S: A plateau also kind of implies that you’re on the edge of something.

L.R.: Absolutely, yeah. But I think the images lend themselves to something one might see when they’re high and they also resemble Rorschach tests to a certain degree. So those were some of the ideas I was thinking about with that series.

["Plateau," cough syrup and die transfer on paper, 27.25 x 22.25 x 2; from a series of seven.]

[“Plateau,” cough syrup and die transfer on paper, 27.25 x 22.25 x 2; from a series of seven.]

S: I thank you for going through these pieces with me.

L.R.: Sure.

S: I kind of want to go back to where you give a broader sense of the show. In your statement you explain that these works “may best be understood as guideposts for exploring a new frenetic world where there is no longer delineation between skepticism and belief.” And we have touched on some of this, but it seems like much of your work explores these intersections (…) moments-between-moments with the 2010/2011 piece, this distance between skepticism and belief, which I think can sometimes appear chasm-like in our lives (…) You have kind of answered this to some degree, but I guess I am wondering what do you find so compelling about these almost-innocuous connections or junctures. How do you think they can directly affect your own skepticism and belief?

L.R.: I think skepticism can become a type of belief, too. I think for me, I was one of those teens that went through an intense period of trying to figure things out and make sense of things (…) asking really hard questions without finding satisfying answers. And I took it to an extreme (laughs)…

S: So this came out of that grand search (…) adolescence can be such an exaggerated state of being but it can also be kind of beneficial. So it came out of these kinds of deep, adolescent ponderings?

L.R.: Yeah, to a certain degree I think so. I feel like I still ask a lot of those questions. I’m just a little bit more jaded now, unfortunately. But I think it does kind of stem out of experiences I had from adolescence.

S: When you were in this car accident, did you almost die?

L.R.: Yeah. It was a really life-altering experience.

S: So you were kind of directly re-defined by this?

L.R.: Yeah and I think it forced me to grapple with these tough questions. But, and maybe it’s just me, I also see a lot of humor in the work that I’m making, or at least I try (…) I listen to comedy a lot and I think that there’s nothing more complex and interesting than a well-crafted joke (…) for me the work is also like really, really dry and subtle jokes.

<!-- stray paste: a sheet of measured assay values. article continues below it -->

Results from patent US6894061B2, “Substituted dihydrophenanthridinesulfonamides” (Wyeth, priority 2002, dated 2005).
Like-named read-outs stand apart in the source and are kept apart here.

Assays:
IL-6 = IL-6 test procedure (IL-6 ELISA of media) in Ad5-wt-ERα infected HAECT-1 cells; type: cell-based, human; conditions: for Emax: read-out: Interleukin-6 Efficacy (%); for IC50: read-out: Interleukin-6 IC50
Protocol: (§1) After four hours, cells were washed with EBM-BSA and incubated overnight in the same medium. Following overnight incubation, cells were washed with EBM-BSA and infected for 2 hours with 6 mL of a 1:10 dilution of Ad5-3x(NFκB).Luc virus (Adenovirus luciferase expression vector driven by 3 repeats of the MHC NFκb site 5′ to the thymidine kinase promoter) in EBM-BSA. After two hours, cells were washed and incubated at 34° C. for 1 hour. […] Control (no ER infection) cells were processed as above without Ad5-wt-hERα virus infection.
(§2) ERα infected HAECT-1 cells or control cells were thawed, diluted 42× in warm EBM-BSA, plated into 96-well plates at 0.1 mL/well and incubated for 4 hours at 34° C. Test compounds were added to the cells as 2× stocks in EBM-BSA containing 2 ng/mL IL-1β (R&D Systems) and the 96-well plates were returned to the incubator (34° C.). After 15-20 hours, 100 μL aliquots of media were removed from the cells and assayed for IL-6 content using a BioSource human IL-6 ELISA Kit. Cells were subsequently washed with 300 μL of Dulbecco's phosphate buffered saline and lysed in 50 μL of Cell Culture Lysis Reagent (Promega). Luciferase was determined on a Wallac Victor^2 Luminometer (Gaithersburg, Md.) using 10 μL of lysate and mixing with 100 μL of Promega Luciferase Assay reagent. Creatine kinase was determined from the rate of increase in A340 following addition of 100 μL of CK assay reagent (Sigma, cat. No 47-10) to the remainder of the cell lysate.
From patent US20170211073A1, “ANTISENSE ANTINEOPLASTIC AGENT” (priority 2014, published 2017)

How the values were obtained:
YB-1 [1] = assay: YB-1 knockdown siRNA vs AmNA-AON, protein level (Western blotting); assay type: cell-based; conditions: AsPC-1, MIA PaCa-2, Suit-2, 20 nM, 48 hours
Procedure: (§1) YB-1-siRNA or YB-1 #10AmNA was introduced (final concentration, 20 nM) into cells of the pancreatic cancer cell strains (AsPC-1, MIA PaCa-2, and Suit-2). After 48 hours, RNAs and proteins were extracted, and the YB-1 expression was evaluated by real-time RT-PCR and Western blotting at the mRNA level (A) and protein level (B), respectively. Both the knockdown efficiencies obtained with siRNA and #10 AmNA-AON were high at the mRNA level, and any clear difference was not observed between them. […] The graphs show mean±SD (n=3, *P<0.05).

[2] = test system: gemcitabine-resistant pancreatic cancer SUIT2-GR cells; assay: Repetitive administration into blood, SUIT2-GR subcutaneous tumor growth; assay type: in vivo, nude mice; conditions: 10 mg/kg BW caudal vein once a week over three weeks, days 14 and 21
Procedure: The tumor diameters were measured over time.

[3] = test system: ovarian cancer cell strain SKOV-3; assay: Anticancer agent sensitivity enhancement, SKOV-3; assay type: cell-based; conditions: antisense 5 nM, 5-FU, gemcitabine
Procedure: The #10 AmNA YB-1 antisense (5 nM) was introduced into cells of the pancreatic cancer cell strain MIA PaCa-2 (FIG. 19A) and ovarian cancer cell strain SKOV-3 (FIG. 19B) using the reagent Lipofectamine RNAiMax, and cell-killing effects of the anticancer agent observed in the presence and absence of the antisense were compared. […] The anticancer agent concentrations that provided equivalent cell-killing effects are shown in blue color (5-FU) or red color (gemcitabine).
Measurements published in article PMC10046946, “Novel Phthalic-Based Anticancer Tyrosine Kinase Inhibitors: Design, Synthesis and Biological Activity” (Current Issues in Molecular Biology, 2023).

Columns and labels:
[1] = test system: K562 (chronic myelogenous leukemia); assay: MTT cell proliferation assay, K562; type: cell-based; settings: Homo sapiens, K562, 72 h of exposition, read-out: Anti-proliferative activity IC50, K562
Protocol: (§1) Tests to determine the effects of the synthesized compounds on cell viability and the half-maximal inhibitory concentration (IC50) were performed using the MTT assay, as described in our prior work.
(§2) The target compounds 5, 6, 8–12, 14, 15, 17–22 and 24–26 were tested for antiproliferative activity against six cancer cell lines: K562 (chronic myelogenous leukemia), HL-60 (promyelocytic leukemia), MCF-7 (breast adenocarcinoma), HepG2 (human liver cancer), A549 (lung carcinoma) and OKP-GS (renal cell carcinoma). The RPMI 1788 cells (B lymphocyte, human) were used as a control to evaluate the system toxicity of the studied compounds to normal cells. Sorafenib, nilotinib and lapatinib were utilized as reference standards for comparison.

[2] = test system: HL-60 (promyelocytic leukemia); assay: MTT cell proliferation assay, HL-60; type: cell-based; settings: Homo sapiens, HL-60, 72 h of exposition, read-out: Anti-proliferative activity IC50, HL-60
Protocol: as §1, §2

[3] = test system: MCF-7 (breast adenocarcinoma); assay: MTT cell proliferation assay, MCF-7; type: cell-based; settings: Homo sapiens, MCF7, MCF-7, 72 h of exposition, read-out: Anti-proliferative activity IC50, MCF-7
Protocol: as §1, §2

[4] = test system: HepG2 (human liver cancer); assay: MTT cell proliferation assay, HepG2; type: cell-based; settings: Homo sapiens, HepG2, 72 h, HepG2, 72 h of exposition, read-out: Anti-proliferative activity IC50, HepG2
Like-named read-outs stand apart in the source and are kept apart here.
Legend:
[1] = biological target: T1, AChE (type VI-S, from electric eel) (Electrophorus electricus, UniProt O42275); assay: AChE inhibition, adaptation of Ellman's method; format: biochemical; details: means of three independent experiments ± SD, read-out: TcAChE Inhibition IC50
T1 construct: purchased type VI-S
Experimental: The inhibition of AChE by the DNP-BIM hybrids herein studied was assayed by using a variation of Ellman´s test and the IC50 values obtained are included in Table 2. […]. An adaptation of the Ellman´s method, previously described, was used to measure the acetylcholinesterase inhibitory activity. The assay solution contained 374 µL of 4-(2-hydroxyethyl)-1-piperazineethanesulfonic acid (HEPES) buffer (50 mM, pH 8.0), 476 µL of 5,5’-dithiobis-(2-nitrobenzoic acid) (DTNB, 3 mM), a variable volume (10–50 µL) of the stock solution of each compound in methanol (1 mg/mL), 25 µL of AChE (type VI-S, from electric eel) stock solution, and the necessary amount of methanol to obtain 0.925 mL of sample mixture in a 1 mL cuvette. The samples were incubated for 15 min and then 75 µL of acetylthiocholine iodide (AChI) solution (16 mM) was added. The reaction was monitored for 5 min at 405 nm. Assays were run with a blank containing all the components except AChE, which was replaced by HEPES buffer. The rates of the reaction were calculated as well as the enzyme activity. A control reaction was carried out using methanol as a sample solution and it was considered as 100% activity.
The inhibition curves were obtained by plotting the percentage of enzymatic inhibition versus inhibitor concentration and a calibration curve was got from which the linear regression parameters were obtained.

S: I could totally see that with Death Drive, where you have this car cruising along like a car commercial and on the other side you’re showing this “America’s Funniest Home Video” that is totally chaotic and looks like things are going to turn out badly (laughs).

L.R.: I don’t know if it will read like that to everyone (laughs) but humor is probably the one thing that I’m most interested in. You know the piece that I think that is closest to that was Hello, which was a bust I made of my former boyfriend while I was blindfolded. And it looks horrible, it doesn’t look like a person, but it was referencing the Lionel Richie music video. I hope that some form of humor or playfulness is in the work because I think that’s a really good, healthy way to deal with not-so-fun topics.

S: Can you see your work kind of moving in a more obviously humorous way?

L.R.: I think it will always be subtle, since that is what I’m interested in. And I don’t even know how I would begin to make a piece that is intended to be a serious joke.

S: I see an indirect similarity and a weird corollary, but please forgive me if I’m wrong (…) but someone like John Cage used things like chance, fate and indeterminacy as his inspiration. But you approach those ideas as an observer, almost to the point of the metaphysical, or even on the other extreme, more akin to anthropology. You’re really looking at these things pretty deeply.

L.R.: Thanks. I like that.

S: (laughs) You can freely drop that into your next artist statement! But I don’t think you’re going to become a wacky artist, as you just said in your previous answer (…) but do you think you might hit an end result with this? If you’re looking for an answer, and I don’t know if you even are, but if so – do you think you’re going to find some ultimate answer through creating this work?

L.R.: No, I don’t; absolutely not. I think I’m more interested in questions than any kind of answer. And ultimately, I would love to make work where the questions that I’m asking are weirder than anything else (…) I guess it is hard to describe, but I think with my work I’m really aiming for a question that is so bizarre – that it doesn’t suggest that there could ever even be an answer.

[A still from the video, "Death Drive."]

[A still from the video, “Death Drive.”]

Daniel A. Brown

starehouse@gmail.com

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One thought on “Circular Motion

  1. Pingback: Liz Rodda » Blog Archive » press/texts